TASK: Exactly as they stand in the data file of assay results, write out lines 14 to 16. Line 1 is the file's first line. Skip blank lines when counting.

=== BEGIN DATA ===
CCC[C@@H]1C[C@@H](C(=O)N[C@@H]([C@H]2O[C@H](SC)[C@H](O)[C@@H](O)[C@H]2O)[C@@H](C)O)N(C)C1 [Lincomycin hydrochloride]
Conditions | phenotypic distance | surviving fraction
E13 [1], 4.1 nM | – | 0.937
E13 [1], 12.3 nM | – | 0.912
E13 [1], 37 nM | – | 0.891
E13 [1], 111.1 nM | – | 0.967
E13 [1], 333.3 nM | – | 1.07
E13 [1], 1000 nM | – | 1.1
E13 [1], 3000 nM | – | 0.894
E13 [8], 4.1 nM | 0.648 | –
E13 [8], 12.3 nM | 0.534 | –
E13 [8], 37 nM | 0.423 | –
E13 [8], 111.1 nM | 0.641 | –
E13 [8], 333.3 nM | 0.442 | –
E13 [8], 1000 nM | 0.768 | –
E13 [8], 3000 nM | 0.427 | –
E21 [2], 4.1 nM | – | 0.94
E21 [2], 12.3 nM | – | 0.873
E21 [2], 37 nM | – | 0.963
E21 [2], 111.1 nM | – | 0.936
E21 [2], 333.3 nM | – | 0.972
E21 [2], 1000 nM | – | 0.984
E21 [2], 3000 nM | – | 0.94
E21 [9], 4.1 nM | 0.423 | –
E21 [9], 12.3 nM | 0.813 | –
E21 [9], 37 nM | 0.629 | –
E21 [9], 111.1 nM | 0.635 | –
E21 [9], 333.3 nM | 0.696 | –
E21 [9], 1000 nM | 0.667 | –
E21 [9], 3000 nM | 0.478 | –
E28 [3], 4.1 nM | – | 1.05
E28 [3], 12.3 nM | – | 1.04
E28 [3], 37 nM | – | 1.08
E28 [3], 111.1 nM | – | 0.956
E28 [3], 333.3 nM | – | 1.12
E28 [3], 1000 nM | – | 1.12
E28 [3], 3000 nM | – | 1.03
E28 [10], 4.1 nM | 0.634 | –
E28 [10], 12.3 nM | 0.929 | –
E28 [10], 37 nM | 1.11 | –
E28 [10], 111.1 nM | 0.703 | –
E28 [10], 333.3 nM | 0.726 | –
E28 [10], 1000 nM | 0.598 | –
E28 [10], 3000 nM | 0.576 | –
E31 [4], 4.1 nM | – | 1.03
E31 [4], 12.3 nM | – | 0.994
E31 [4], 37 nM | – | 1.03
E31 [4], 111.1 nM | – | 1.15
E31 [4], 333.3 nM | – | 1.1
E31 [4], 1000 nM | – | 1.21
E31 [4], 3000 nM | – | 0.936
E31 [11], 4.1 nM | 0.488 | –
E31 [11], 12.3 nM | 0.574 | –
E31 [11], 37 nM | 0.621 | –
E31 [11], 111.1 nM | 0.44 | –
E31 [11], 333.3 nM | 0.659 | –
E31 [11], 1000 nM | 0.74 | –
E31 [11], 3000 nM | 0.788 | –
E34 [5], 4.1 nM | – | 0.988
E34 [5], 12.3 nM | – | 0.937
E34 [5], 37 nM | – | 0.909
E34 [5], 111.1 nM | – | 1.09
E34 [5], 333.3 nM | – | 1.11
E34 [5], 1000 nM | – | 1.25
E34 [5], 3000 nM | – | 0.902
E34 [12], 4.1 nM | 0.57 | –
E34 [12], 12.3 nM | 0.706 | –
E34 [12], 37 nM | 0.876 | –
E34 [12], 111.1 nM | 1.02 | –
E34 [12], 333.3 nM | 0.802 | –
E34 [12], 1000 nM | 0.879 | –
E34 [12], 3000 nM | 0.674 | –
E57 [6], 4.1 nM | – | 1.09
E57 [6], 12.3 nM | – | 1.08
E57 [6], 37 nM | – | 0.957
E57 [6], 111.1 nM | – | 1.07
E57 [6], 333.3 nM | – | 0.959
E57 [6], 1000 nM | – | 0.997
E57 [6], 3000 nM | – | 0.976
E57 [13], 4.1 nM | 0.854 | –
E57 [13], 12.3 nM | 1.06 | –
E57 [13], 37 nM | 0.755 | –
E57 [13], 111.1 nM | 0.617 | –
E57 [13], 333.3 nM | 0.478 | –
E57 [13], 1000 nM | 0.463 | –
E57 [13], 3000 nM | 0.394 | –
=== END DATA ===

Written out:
E13 [8], 333.3 nM | 0.442 | –
E13 [8], 1000 nM | 0.768 | –
E13 [8], 3000 nM | 0.427 | –